Places are people too?

Sally Odgers sodgers at dodo.com.au
Thu Nov 18 19:04:12 EST 2004


I did a sentient (and murderous) house once! It has its reasons.... for the
curious, the book was called "Night Must Always Come". Then there's Anne
McCaffrey's sentient planet Petaybee. So, DWJ's cities are Not a Problem.

Boo!

Sallyo.
----- Original Message ----- 
From: "Charles Butler" <hannibal at thegates.fsbusiness.co.uk>
To: <dwj at suberic.net>
Sent: Friday, November 19, 2004 10:55 AM
Subject: Places are people too?


> I don't find the idea of sentient landscapes, hills, etc half as odd as I
> probably ought to. Nor am I at all sure where metaphor stops and reality
> begins in such matters. Certainly people *feel* about places with all the
> passion (love, hate, or whatever) that they use for people: are they being
> irrational?
>
> It's too late at night to think about all this properly. Instead, I'd like
> to quote this couple of paras from the article by Jeremy Harte for which I
> gave the URL a couple of months back:
>
> "The controversy between those who accept that the supernatural has
rights,
> and those who focus exclusively on the human, came to a head not long ago
in
> the Hebrides. The backbone of the island of South Harris is West Stocklett
> Hill, the Hag Mountain, in the form of a giant woman reclining in sleep or
> death. The Hag has a guardian in the geomantic researcher Jill Smith -
'for
> me, the mountain is one of the ancient Dreamtime ancestors, the
Grandmother
> who rose from the magma at Creation' (Smith, Billingsley and Dilworth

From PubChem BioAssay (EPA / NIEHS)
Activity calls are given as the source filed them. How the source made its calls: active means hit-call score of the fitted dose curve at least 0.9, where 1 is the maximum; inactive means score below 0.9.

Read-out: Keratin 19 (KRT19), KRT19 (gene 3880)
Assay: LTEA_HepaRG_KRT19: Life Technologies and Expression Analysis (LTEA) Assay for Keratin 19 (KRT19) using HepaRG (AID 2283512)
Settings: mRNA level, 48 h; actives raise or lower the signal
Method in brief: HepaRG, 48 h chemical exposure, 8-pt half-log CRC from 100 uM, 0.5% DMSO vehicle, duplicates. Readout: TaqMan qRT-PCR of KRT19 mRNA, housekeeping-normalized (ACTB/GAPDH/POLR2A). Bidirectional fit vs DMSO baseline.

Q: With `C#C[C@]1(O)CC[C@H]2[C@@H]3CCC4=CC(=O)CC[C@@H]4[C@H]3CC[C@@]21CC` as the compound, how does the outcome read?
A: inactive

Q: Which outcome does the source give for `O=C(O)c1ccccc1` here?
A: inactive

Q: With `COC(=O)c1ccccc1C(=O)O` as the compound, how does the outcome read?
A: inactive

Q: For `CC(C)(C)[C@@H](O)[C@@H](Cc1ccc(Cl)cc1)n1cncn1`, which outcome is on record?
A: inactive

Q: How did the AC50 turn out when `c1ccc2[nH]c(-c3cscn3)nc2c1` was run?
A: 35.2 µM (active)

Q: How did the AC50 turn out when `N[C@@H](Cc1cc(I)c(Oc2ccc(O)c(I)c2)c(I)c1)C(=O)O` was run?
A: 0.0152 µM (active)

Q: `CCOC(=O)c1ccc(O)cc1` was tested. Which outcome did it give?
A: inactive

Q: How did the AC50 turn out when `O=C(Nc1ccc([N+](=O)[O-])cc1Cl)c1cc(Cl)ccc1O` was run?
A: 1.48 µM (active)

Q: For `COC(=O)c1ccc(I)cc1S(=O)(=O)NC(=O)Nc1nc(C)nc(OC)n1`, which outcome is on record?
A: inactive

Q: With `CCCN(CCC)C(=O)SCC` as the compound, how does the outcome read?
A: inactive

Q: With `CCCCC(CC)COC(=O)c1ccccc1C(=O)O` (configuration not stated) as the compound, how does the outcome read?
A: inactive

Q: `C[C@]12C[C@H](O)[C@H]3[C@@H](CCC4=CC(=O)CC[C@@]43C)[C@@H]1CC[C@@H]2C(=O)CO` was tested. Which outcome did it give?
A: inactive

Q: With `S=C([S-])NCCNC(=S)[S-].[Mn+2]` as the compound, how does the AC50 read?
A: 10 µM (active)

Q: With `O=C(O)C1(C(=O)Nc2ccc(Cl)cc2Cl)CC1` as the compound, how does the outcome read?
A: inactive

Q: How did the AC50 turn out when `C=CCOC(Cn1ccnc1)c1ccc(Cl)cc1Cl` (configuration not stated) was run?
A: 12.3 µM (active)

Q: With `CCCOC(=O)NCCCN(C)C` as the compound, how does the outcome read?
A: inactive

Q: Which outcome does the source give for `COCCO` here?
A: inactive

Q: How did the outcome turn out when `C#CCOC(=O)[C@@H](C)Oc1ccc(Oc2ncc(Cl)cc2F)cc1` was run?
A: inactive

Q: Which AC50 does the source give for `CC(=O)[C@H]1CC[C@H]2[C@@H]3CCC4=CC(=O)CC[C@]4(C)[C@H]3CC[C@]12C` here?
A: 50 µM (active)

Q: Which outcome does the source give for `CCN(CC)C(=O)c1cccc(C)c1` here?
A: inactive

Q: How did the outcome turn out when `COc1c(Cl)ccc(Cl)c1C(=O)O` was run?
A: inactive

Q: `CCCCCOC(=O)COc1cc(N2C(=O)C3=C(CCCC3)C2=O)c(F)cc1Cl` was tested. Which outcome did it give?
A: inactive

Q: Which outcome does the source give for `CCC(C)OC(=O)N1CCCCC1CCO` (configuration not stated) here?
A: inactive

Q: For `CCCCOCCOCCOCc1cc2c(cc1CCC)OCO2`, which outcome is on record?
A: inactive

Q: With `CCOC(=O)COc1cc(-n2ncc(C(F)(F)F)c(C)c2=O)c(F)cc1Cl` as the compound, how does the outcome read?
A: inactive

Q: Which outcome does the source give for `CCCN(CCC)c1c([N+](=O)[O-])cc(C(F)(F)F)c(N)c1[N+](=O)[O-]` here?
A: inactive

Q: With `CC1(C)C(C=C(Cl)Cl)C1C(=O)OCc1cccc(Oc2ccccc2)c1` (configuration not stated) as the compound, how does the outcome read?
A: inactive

1996).
> In 1995 the work of Creation was revised; a hole was carved at the
location
> of the Grandmother's navel by the artist Steve Dilworth, in order to set
in
> a sculpture of his own. Not many people saw it in situ, but the
installation
> was afterwards shown in a Stornoway art gallery. Smith doubled up in pain
at
> the violation of the mountain. Dilworth was puzzled to encounter a
negative
> response - 'I see it as a way of acknowledging our connection with the
earth
> we stand on'. For Smith, the mountain is a person, and has rights. For
> Dilworth, the mountain is a canvas.
>
> "Hardly surprising, then, that the controversy should have flared up over
a
> female figure. There was a time when a woman, like a cat or a stone
circle,
> had no legal personality. A man might violate her without committing an
> offence, unless he infringed the rights that some other man held in her.
The
> difference between women and mountains is simply that the former have won
> the right to speak for themselves, while the latter are dependant on
> trustees or guardians - in this case Jill Smith, who is currently
struggling
> to prevent Redlands Aggregates from further mutilation of the holy hill."
>
> My own experience suggests that there may be some other significant
> differences between women and mountains (the Paps of Anu notwithstanding),
> but you know what he means.
>
> Charlie
>
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